Can the ‘me’ step outside ‘me’?

The ‘selfing’ can’t ‘unself’ itself, in the same way as it is impossible to get out of the mud by trying to pull one’s own leg. However, to honestly see the activity of selfing may relax that activity, and then attention may be freed from its hypnotic involvement with that activity, and it could more easily return to the realization that it is not confined by selfing. I don’t know of anyone explaining this as clearly as Paul Hedderman


Statement: There is nothing you can do to realise reality because there is no one

When hearing such a statement, it can trigger four types of responses:

1. Positive, such as ‘Wonderful!’
2. Negative, such as ‘Terrible,’ ‘Hopeless,’ ‘Depressing!’
3. First negative, then positive.
4. Rejecting, such as ‘I don’t believe this!’

1. A positive reaction is naturally triggered if there is a seeing that everything that appears is the expression of one intelligence-presence-energy.

2. A negative reaction is understandably triggered if there is an identification and sense of separation.
What a dreadful situation this must be: There is the sense of imprisonment, and I am told that I can’t do anything about it, no matter how hard I try.
I’d say that such a response is natural, like the first response, because the nature of life is fullness. A sense of lack will naturally trigger a yearning for fullness.
This natural yearning is, in a sense, interfered with, when the above statement is believed in, from the perspective of an assumed separate entity. That interference can be perceived as being inappropriate as it may take away any hope. Nothing can be done by me, all I can ‘do’ is wait, and I may continue thinking: ‘Even this waiting is too much doing because it perpetuates the sense that a will outside of myself has control, and it will decide when I am destined to wake up.’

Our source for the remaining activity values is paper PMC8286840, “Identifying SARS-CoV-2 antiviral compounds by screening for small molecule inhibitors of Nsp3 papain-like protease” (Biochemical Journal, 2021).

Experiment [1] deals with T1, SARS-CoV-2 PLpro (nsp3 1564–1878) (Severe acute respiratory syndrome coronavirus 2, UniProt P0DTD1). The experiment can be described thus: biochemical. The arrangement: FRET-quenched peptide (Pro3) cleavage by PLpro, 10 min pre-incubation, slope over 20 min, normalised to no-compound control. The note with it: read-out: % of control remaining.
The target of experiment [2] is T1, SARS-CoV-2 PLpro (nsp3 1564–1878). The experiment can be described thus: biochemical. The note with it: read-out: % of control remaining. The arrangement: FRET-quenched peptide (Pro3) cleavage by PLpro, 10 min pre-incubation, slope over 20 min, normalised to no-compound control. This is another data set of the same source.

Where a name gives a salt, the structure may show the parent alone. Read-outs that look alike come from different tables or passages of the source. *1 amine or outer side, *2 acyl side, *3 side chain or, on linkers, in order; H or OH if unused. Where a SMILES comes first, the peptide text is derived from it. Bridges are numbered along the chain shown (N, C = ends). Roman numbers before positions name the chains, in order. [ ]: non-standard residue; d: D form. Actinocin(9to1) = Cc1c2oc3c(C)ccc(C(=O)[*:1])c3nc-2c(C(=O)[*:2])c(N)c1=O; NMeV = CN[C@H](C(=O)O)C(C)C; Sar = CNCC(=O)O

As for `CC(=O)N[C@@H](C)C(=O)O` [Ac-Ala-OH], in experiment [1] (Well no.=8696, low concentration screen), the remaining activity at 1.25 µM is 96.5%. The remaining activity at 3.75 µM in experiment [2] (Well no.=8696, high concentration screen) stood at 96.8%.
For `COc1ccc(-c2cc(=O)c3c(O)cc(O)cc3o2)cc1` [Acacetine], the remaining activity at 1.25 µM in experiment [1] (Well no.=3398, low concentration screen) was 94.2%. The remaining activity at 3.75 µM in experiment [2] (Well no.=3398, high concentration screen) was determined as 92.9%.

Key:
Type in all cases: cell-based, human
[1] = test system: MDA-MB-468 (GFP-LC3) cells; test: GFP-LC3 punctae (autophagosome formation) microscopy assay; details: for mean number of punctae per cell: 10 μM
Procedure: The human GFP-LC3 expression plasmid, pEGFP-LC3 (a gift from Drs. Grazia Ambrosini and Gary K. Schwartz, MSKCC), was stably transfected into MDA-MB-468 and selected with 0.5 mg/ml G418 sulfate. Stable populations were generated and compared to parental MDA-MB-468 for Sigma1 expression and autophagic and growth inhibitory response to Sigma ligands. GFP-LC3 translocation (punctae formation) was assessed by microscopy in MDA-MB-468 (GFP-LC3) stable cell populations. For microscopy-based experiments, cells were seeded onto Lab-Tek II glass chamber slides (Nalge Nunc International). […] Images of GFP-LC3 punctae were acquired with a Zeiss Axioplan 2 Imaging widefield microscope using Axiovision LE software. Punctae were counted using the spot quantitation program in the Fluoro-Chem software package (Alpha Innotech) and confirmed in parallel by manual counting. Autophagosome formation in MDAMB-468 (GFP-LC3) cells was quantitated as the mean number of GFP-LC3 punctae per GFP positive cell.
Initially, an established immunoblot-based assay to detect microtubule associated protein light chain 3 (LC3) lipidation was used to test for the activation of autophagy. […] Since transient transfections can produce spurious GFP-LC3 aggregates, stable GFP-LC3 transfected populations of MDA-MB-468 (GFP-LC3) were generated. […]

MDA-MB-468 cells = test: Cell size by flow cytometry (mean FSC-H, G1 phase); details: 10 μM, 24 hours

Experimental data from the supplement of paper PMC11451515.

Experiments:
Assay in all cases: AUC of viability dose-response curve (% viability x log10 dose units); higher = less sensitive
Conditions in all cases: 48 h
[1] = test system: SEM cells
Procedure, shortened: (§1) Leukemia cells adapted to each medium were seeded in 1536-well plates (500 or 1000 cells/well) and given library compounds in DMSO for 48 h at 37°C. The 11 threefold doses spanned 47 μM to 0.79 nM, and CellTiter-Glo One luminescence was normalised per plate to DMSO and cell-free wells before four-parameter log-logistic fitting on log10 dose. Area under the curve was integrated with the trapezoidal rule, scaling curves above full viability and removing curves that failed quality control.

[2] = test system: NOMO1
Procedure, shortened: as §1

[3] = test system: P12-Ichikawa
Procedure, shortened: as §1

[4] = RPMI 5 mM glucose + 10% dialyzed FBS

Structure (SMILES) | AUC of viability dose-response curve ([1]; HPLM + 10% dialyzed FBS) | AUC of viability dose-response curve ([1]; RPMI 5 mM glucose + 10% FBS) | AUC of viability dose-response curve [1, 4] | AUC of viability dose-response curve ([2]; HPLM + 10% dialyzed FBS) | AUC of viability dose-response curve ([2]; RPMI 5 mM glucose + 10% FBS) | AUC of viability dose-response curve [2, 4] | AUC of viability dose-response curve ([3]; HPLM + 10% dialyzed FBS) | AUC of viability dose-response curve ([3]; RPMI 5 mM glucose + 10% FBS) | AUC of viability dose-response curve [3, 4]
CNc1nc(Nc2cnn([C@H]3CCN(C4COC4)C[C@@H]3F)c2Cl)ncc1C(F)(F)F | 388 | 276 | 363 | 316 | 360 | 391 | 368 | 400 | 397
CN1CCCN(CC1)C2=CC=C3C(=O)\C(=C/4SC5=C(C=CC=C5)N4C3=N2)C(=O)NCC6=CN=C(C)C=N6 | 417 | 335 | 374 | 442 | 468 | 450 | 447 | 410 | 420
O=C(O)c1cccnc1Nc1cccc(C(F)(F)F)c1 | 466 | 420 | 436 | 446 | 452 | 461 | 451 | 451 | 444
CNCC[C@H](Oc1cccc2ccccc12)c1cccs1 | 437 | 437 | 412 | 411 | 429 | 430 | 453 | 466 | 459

Such a train of though may take the mind to its limits, because mental activity is so used to finding solutions in many areas of daily life, and it is used to hope for a better future. That habit of ‘being in charge for a better future’ is now rendered impotent as far as waking up is concerned.

Following is my opinion regarding the statement’s usefulness or lack of usefulness: It will either be useful or it will be useless in regards to waking up.

It is useless if the listener loses interest in the subject of realizing reality.

3. It is useful if the listener keeps inquiring – this is the third type of response -, even if this inquiry is reduced to looking at the situation as it has been presented. Let’s assume that I consider that the statement may be true.  This does not mean that I stop looking at the fact that this statement may be true. The very looking at this statement and its possible relevance may reveal what I have been yearning for. That initially disappointing statement that ‘I can’t do anything,’ when looked at, can cause a mental relaxation that may turn out to create the ‘condition’, yes, condition, that facilitates the seeing of what has always been the case, the timeless presence that is. The looking at this statement could be classified as a ‘meditation;’ and therefore, it could be classified as a ‘method.’ I am fully aware that the presenters of such a statement avoid the label ‘method,’ as it could fuel the greed towards an outcome in the future, and this would distort this method and make it a useless imitation of itself!

4. Rejecting such a statement will lead the listener to investigate other avenues, some of which may also carry the opportunity to waking up. We could state that all useful methods do not contain hope for a better future. Hope for a better future is, however, the incentive for most people to look for methods to start with, useless ones and useful ones. As mentioned earlier,  useful methods do not deal with any imagined past or future, they always deal with facts. Looking at facts has never interfered with waking up. In coming posts I will look at a range of such useful methods. Hope for a better future is totally understandable and the resulting motivation to look for useful methods is equally understandable. This motivation does not need to be killed. As soon as a useful method is found and applied, this motivation will come to an end during the application. It may arise again during daily life and fade again during meditation. By alternating between these two instances, the timeless presence is bound to emerge more and more, and consequently the illusion of a separate identity is more consistently exposed.